Which leads to the present: I am so excited to be able to work in the Research and Instruction! I have completed my first two weeks which consisted of training with various Research and Instruction librarians. They’re all so friendly and very helpful! I enjoyed being able to get to know each librarian in Research and Instruction, their story of how they got involved in librarianship, and their pieces of advice concerning research and instruction. Although it’s only been a couple of weeks, I have learned so much! My perspective concerning reference librarianship has changed by being behind the desk instead of in front of it. The process of research, of finding certain subjects, journal articles or specific books, is fascinating to learn about and is an invigorating challenge. Although my training is over, I know I still have much to learn during the remainder of my internship, and that makes me excited to be able to continue to learn and refine the skills I have learned so far.

Soon I will begin to work at the Research Help Desk, and help and assist those who come by the Research Help Desk, on my own. This makes me a little nervous, but I am excited too. You never know what someone will ask, and while that makes it a little bit nerve-wracking, it also inspires me to do my best and excel at the challenges that come my way.

In short, my experience as the Fortenbaugh intern in Research and Instruction has been wonderful, and I eagerly look forward to learning more about reference librarianship through real world practice (answering questions and assisting those who stop by the desk) as well as by spending time with the librarians here at Mussleman Library!

Hidden Beneath: Watermarks in the Early American Document Collection

This summer, as the Smith Intern at Special Collections, I was tasked with working on a hodge-podge of assembled documents, previously referred to as the “18th Century Document” collection.   The box’s contents had been around for just about as long as anyone could remember, and really only got exposure for the Revolutionary War classes that had class sessions through Special Collections.  Yet, as I browsed through the collection (which was really a small assemblage of papers), the box was much more than a Revolution collection.  In fact, a fair portion of the documents came from the colonial era, with a surprising amount from 1720’s Philadelphia.  When I say hodge-podge, it truly was so: some letters, court records, survey manuscripts, other administrative documents, etc. It needed some love, but I was very pleased to be working with such a breed of tangible history.  I dove into my project, trying to read the colonial script (with varying success) and getting a grasp on the content.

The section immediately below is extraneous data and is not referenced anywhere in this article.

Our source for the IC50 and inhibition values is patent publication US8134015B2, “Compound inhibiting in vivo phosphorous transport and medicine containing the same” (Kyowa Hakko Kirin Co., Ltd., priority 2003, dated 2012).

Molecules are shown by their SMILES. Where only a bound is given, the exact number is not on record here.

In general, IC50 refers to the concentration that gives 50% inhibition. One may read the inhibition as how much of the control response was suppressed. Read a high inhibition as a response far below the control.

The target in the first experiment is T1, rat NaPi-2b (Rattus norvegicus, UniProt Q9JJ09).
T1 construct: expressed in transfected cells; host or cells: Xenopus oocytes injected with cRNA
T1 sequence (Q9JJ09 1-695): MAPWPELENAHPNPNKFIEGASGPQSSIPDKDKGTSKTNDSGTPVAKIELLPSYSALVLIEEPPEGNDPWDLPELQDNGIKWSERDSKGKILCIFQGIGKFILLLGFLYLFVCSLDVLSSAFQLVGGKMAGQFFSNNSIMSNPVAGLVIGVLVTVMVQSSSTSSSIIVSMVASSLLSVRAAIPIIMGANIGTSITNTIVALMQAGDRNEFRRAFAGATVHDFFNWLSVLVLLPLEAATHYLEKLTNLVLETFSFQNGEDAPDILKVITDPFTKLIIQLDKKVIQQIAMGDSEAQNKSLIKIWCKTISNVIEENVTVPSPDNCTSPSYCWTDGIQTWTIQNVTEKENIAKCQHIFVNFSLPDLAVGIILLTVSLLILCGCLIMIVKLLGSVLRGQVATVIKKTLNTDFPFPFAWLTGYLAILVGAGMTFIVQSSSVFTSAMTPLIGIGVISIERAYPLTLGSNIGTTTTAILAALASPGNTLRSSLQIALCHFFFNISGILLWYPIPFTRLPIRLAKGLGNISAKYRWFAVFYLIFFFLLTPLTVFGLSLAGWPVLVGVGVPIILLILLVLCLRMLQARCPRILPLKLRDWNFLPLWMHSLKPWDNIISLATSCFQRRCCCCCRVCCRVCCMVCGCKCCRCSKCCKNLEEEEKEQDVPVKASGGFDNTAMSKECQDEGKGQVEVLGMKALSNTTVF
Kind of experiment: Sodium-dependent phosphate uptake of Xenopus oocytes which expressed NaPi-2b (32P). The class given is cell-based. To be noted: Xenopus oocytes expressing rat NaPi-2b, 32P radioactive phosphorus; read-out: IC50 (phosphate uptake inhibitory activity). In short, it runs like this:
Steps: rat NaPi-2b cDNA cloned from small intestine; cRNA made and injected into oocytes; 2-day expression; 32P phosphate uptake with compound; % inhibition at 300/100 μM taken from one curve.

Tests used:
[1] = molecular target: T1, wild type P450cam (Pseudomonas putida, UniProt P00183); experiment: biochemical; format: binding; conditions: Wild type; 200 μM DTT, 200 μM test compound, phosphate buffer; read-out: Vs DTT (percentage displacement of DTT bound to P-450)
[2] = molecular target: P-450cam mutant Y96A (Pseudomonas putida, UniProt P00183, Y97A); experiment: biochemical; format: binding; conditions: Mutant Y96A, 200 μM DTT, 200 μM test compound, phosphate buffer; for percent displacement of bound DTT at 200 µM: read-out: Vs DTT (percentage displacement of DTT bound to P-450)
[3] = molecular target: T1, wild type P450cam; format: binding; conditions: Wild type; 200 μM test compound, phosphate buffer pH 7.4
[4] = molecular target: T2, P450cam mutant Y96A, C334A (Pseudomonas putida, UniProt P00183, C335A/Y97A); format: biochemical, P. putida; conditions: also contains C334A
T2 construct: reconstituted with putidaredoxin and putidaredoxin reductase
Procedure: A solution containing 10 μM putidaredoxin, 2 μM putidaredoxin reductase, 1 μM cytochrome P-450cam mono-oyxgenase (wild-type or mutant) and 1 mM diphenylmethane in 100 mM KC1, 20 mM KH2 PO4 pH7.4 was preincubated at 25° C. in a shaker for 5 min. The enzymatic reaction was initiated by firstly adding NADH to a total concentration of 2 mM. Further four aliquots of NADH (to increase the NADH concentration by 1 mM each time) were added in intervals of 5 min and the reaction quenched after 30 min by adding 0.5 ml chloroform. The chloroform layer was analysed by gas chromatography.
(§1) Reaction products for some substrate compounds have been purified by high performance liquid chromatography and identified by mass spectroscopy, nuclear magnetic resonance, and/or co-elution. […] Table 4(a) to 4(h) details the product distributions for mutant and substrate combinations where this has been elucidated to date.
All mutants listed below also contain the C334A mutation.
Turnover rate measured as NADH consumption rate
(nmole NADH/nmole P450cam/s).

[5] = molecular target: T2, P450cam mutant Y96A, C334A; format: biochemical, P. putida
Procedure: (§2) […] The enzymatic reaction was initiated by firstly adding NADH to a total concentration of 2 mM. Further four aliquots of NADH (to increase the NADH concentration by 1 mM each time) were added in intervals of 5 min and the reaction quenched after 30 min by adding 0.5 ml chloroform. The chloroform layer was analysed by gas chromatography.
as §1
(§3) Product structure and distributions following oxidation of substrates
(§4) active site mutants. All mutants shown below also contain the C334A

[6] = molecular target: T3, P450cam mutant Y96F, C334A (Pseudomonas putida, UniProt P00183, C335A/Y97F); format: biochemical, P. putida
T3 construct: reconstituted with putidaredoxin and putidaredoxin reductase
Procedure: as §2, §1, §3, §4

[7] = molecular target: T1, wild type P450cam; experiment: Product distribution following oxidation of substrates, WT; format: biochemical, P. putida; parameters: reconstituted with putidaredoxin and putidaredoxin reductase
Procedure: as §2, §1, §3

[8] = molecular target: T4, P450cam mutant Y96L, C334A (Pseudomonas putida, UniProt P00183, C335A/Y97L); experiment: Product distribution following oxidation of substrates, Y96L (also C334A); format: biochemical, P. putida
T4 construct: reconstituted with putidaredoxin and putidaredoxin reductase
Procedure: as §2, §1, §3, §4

And then I showed the documents to Mary, our lovely conservator, to tell me more about the condition of the documents.  After all, they were quite aged and appeared so.  She held the document up to the lamp, as if by habit, and asked if I had seen the beautiful watermarks on the manuscript, to which I responded with a drawn-out “….what”.

Suddenly, a whole new dimension opened up within the collection.  I vaguely knew of watermarks, but would have never thought to seek them out.  Thankfully, Mary did.  So my next few days were rather occupied with researching these watermarks: trying to identify their maker, the source of the papermill, why they chose that design, who these people were….there were so many questions unanswered, and more questions contributed by Mary’s daily guidance.

Coat of Arms of Amsterdam, Early American Document Collection, Special Collections at Gettysburg College

Coat of Arms of Amsterdam, Early American Document Collection, Special Collections at Gettysburg College

Eventually, I began to find my answers.  My first lead came from the Internet (of course), where I discovered that the lions and X patterns were the Coat of Arms of Amsterdam.  I researched other leads from there (ensuring that it was not also the New Amsterdam crest, trying to locate domestic papermakers that used the crest, etc.) for a while more, as there were multiple copies of this watermark, but in various forms.

Clover of the Rittenhouse Mill, Early American Document Collection, Special Collections at Gettysburg College

Clover of the Rittenhouse Mill, Early American Document Collection, Special Collections at Gettysburg College

Mary, my watermark mentor, continued her help from there.  Many of the documents, tattered and brittle, had been sealed in an adhesive of which Mary did not approve.  So, she decided to teach me a lesson in rehousing.  While doing so, we opened a letter that was a few layers deep, and found a gorgeous clover watermark on one of the pages within.  As it turns out, that watermark can be traced to the Rittenhouse family, the first papermakers in the United States, who started in Germantown, Pennsylvania around 1690.  This particular piece of paper was used as an order from the Mayor of Philadelphia in the 1720’s.  Thus, we could tell that some of these papers could be quite valuable, not only for their content and age, but also for the paper itself.

I was excited to show Amy Lucadamo, our archivist, what Mary and I had discovered.  So I showed her some of the watermarks, what I had found on the contents and background, yada yada ya….until she removed what I thought was the bottom of the box, only to expose about two dozen more documents.

Klaus Rittenhouse watermark, Early American Document Collection, Special Collections at Gettysburg College

Klaus Rittenhouse watermark, Early American Document Collection, Special Collections at Gettysburg College